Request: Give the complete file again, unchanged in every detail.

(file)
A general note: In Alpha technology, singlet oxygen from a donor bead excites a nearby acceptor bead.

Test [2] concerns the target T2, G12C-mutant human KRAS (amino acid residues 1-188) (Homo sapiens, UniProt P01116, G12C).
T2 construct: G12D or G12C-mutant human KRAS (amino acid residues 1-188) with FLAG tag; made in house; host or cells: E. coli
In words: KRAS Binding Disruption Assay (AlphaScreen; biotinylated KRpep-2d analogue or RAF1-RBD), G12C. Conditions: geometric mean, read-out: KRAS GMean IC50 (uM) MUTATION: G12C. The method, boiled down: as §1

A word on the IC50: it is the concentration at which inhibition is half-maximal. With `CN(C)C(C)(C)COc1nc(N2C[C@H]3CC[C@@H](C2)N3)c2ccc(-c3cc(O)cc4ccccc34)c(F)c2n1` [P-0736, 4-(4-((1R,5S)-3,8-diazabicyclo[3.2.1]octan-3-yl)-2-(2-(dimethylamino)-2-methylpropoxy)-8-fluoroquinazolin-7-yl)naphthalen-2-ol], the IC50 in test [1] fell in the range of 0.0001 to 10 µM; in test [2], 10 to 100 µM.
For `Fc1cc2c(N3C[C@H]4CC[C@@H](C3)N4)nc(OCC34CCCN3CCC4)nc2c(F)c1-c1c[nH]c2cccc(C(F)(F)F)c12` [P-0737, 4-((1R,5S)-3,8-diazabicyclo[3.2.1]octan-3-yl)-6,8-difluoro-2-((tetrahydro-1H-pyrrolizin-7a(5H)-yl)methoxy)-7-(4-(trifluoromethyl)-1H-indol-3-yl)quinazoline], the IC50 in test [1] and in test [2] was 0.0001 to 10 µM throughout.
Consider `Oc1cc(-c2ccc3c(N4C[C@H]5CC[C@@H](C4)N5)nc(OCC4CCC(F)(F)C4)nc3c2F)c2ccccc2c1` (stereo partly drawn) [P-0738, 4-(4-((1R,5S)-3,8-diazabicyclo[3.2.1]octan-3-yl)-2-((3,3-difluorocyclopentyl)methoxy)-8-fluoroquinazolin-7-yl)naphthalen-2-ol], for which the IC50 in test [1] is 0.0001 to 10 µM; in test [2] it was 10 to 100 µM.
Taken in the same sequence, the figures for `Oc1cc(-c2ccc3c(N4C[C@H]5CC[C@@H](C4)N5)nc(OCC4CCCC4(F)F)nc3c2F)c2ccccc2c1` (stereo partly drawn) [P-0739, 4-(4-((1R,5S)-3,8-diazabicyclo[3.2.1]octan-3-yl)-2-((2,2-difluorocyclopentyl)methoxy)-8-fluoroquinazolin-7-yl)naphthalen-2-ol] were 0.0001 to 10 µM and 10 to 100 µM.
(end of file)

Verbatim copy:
A general note: In Alpha technology, singlet oxygen from a donor bead excites a nearby acceptor bead.

Test [2] concerns the target T2, G12C-mutant human KRAS (amino acid residues 1-188) (Homo sapiens, UniProt P01116, G12C).
T2 construct: G12D or G12C-mutant human KRAS (amino acid residues 1-188) with FLAG tag; made in house; host or cells: E. coli
In words: KRAS Binding Disruption Assay (AlphaScreen; biotinylated KRpep-2d analogue or RAF1-RBD), G12C. Conditions: geometric mean, read-out: KRAS GMean IC50 (uM) MUTATION: G12C. The method, boiled down: as §1

A word on the IC50: it is the concentration at which inhibition is half-maximal. With `CN(C)C(C)(C)COc1nc(N2C[C@H]3CC[C@@H](C2)N3)c2ccc(-c3cc(O)cc4ccccc34)c(F)c2n1` [P-0736, 4-(4-((1R,5S)-3,8-diazabicyclo[3.2.1]octan-3-yl)-2-(2-(dimethylamino)-2-methylpropoxy)-8-fluoroquinazolin-7-yl)naphthalen-2-ol], the IC50 in test [1] fell in the range of 0.0001 to 10 µM; in test [2], 10 to 100 µM.
For `Fc1cc2c(N3C[C@H]4CC[C@@H](C3)N4)nc(OCC34CCCN3CCC4)nc2c(F)c1-c1c[nH]c2cccc(C(F)(F)F)c12` [P-0737, 4-((1R,5S)-3,8-diazabicyclo[3.2.1]octan-3-yl)-6,8-difluoro-2-((tetrahydro-1H-pyrrolizin-7a(5H)-yl)methoxy)-7-(4-(trifluoromethyl)-1H-indol-3-yl)quinazoline], the IC50 in test [1] and in test [2] was 0.0001 to 10 µM throughout.
Consider `Oc1cc(-c2ccc3c(N4C[C@H]5CC[C@@H](C4)N5)nc(OCC4CCC(F)(F)C4)nc3c2F)c2ccccc2c1` (stereo partly drawn) [P-0738, 4-(4-((1R,5S)-3,8-diazabicyclo[3.2.1]octan-3-yl)-2-((3,3-difluorocyclopentyl)methoxy)-8-fluoroquinazolin-7-yl)naphthalen-2-ol], for which the IC50 in test [1] is 0.0001 to 10 µM; in test [2] it was 10 to 100 µM.
Taken in the same sequence, the figures for `Oc1cc(-c2ccc3c(N4C[C@H]5CC[C@@H](C4)N5)nc(OCC4CCCC4(F)F)nc3c2F)c2ccccc2c1` (stereo partly drawn) [P-0739, 4-(4-((1R,5S)-3,8-diazabicyclo[3.2.1]octan-3-yl)-2-((2,2-difluorocyclopentyl)methoxy)-8-fluoroquinazolin-7-yl)naphthalen-2-ol] were 0.0001 to 10 µM and 10 to 100 µM.